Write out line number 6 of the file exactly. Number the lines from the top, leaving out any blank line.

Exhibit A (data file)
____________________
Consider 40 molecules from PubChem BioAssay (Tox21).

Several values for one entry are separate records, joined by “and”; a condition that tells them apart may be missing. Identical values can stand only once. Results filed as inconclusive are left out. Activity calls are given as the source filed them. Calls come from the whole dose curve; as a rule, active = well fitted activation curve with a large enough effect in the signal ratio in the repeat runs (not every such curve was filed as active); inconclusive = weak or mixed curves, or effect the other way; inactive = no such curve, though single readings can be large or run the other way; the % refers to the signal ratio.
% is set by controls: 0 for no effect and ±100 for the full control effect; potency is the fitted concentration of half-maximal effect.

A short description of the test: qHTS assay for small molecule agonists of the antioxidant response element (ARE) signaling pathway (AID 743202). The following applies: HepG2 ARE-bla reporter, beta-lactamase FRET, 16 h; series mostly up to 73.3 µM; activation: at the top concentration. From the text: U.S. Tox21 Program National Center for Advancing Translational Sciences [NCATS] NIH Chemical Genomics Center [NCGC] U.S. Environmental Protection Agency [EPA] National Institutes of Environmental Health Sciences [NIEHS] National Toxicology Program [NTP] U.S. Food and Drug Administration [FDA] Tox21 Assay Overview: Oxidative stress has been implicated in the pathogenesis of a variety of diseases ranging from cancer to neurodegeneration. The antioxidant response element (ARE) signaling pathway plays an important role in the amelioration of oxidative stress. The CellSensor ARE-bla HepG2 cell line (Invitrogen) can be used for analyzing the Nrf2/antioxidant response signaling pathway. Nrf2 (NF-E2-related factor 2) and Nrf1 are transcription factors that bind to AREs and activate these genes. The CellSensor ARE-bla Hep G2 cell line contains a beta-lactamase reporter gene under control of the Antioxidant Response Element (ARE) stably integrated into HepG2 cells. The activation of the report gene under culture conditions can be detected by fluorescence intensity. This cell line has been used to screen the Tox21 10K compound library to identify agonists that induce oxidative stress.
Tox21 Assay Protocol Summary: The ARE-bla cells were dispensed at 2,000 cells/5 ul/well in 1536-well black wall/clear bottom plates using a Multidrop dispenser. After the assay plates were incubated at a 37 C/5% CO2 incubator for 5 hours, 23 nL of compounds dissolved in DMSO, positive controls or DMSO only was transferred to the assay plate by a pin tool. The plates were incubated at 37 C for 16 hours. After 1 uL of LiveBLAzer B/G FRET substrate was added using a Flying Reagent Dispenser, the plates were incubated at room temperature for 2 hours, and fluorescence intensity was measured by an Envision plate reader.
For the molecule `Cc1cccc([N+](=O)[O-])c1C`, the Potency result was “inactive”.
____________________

For the molecule `Cc1cccc([N+](=O)[O-])c1C`, the Potency result was “inactive”.